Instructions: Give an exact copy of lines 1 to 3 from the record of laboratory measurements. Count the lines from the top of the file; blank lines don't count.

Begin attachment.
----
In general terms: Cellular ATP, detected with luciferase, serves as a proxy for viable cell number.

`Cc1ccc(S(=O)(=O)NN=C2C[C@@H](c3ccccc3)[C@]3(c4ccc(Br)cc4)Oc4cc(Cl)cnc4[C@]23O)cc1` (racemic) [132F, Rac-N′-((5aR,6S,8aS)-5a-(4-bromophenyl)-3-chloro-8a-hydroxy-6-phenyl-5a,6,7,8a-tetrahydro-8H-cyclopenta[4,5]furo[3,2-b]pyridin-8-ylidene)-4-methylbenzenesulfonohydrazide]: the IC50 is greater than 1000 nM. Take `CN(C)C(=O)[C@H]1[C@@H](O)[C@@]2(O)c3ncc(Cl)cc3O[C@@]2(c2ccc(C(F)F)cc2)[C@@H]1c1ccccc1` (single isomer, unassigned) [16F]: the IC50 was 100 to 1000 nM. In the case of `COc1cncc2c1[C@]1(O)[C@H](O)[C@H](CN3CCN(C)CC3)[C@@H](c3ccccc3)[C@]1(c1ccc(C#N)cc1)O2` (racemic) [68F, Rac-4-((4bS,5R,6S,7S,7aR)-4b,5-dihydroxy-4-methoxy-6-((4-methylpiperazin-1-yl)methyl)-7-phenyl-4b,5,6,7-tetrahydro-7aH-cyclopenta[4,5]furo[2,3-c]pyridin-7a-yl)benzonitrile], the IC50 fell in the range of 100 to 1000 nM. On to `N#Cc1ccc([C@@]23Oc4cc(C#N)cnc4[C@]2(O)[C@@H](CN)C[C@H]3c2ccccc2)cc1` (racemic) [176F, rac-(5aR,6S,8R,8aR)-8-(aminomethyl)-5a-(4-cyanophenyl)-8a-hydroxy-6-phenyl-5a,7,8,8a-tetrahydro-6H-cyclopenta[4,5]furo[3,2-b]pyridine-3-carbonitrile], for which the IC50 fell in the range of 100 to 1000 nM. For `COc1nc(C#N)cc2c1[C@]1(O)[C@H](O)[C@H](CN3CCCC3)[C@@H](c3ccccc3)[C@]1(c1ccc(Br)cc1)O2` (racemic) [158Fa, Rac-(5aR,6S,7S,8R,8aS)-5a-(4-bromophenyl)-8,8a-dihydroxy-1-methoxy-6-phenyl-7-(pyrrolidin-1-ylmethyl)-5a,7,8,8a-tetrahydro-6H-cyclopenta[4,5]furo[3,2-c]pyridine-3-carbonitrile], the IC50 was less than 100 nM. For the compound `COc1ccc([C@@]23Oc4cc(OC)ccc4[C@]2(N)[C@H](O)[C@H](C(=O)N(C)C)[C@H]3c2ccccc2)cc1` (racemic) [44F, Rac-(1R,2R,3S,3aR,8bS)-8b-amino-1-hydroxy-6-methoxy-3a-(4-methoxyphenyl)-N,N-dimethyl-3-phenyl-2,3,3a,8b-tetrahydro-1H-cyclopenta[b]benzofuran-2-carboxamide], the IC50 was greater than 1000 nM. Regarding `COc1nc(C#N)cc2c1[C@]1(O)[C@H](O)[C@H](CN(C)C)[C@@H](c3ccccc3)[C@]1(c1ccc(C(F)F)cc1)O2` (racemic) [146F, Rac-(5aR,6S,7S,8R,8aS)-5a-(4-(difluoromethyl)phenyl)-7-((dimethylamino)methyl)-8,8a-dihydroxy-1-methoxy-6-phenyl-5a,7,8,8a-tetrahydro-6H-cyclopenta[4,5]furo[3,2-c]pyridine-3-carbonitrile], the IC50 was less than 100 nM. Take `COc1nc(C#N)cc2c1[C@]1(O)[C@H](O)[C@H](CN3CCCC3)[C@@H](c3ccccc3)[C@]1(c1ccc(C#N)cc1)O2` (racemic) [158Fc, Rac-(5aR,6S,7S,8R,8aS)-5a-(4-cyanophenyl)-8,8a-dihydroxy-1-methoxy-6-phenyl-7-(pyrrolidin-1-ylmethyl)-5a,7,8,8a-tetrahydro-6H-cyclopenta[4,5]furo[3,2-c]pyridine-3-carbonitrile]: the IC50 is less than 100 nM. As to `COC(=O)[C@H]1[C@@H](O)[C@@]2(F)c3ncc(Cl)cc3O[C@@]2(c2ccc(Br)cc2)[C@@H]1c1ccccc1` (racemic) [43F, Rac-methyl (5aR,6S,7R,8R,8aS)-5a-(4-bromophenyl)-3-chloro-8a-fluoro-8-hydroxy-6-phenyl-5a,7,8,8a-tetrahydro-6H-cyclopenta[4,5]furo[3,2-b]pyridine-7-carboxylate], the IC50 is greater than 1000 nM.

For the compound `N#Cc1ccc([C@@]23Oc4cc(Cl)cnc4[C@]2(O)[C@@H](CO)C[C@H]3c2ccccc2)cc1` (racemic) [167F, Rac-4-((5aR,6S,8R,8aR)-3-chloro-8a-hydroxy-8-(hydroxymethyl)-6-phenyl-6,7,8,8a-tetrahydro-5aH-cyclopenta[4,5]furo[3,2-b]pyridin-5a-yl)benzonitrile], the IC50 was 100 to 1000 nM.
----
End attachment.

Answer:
In general terms: Cellular ATP, detected with luciferase, serves as a proxy for viable cell number.

`Cc1ccc(S(=O)(=O)NN=C2C[C@@H](c3ccccc3)[C@]3(c4ccc(Br)cc4)Oc4cc(Cl)cnc4[C@]23O)cc1` (racemic) [132F, Rac-N′-((5aR,6S,8aS)-5a-(4-bromophenyl)-3-chloro-8a-hydroxy-6-phenyl-5a,6,7,8a-tetrahydro-8H-cyclopenta[4,5]furo[3,2-b]pyridin-8-ylidene)-4-methylbenzenesulfonohydrazide]: the IC50 is greater than 1000 nM. Take `CN(C)C(=O)[C@H]1[C@@H](O)[C@@]2(O)c3ncc(Cl)cc3O[C@@]2(c2ccc(C(F)F)cc2)[C@@H]1c1ccccc1` (single isomer, unassigned) [16F]: the IC50 was 100 to 1000 nM. In the case of `COc1cncc2c1[C@]1(O)[C@H](O)[C@H](CN3CCN(C)CC3)[C@@H](c3ccccc3)[C@]1(c1ccc(C#N)cc1)O2` (racemic) [68F, Rac-4-((4bS,5R,6S,7S,7aR)-4b,5-dihydroxy-4-methoxy-6-((4-methylpiperazin-1-yl)methyl)-7-phenyl-4b,5,6,7-tetrahydro-7aH-cyclopenta[4,5]furo[2,3-c]pyridin-7a-yl)benzonitrile], the IC50 fell in the range of 100 to 1000 nM. On to `N#Cc1ccc([C@@]23Oc4cc(C#N)cnc4[C@]2(O)[C@@H](CN)C[C@H]3c2ccccc2)cc1` (racemic) [176F, rac-(5aR,6S,8R,8aR)-8-(aminomethyl)-5a-(4-cyanophenyl)-8a-hydroxy-6-phenyl-5a,7,8,8a-tetrahydro-6H-cyclopenta[4,5]furo[3,2-b]pyridine-3-carbonitrile], for which the IC50 fell in the range of 100 to 1000 nM. For `COc1nc(C#N)cc2c1[C@]1(O)[C@H](O)[C@H](CN3CCCC3)[C@@H](c3ccccc3)[C@]1(c1ccc(Br)cc1)O2` (racemic) [158Fa, Rac-(5aR,6S,7S,8R,8aS)-5a-(4-bromophenyl)-8,8a-dihydroxy-1-methoxy-6-phenyl-7-(pyrrolidin-1-ylmethyl)-5a,7,8,8a-tetrahydro-6H-cyclopenta[4,5]furo[3,2-c]pyridine-3-carbonitrile], the IC50 was less than 100 nM. For the compound `COc1ccc([C@@]23Oc4cc(OC)ccc4[C@]2(N)[C@H](O)[C@H](C(=O)N(C)C)[C@H]3c2ccccc2)cc1` (racemic) [44F, Rac-(1R,2R,3S,3aR,8bS)-8b-amino-1-hydroxy-6-methoxy-3a-(4-methoxyphenyl)-N,N-dimethyl-3-phenyl-2,3,3a,8b-tetrahydro-1H-cyclopenta[b]benzofuran-2-carboxamide], the IC50 was greater than 1000 nM. Regarding `COc1nc(C#N)cc2c1[C@]1(O)[C@H](O)[C@H](CN(C)C)[C@@H](c3ccccc3)[C@]1(c1ccc(C(F)F)cc1)O2` (racemic) [146F, Rac-(5aR,6S,7S,8R,8aS)-5a-(4-(difluoromethyl)phenyl)-7-((dimethylamino)methyl)-8,8a-dihydroxy-1-methoxy-6-phenyl-5a,7,8,8a-tetrahydro-6H-cyclopenta[4,5]furo[3,2-c]pyridine-3-carbonitrile], the IC50 was less than 100 nM. Take `COc1nc(C#N)cc2c1[C@]1(O)[C@H](O)[C@H](CN3CCCC3)[C@@H](c3ccccc3)[C@]1(c1ccc(C#N)cc1)O2` (racemic) [158Fc, Rac-(5aR,6S,7S,8R,8aS)-5a-(4-cyanophenyl)-8,8a-dihydroxy-1-methoxy-6-phenyl-7-(pyrrolidin-1-ylmethyl)-5a,7,8,8a-tetrahydro-6H-cyclopenta[4,5]furo[3,2-c]pyridine-3-carbonitrile]: the IC50 is less than 100 nM. As to `COC(=O)[C@H]1[C@@H](O)[C@@]2(F)c3ncc(Cl)cc3O[C@@]2(c2ccc(Br)cc2)[C@@H]1c1ccccc1` (racemic) [43F, Rac-methyl (5aR,6S,7R,8R,8aS)-5a-(4-bromophenyl)-3-chloro-8a-fluoro-8-hydroxy-6-phenyl-5a,7,8,8a-tetrahydro-6H-cyclopenta[4,5]furo[3,2-b]pyridine-7-carboxylate], the IC50 is greater than 1000 nM.

For the compound `N#Cc1ccc([C@@]23Oc4cc(Cl)cnc4[C@]2(O)[C@@H](CO)C[C@H]3c2ccccc2)cc1` (racemic) [167F, Rac-4-((5aR,6S,8R,8aR)-3-chloro-8a-hydroxy-8-(hydroxymethyl)-6-phenyl-6,7,8,8a-tetrahydro-5aH-cyclopenta[4,5]furo[3,2-b]pyridin-5a-yl)benzonitrile], the IC50 was 100 to 1000 nM.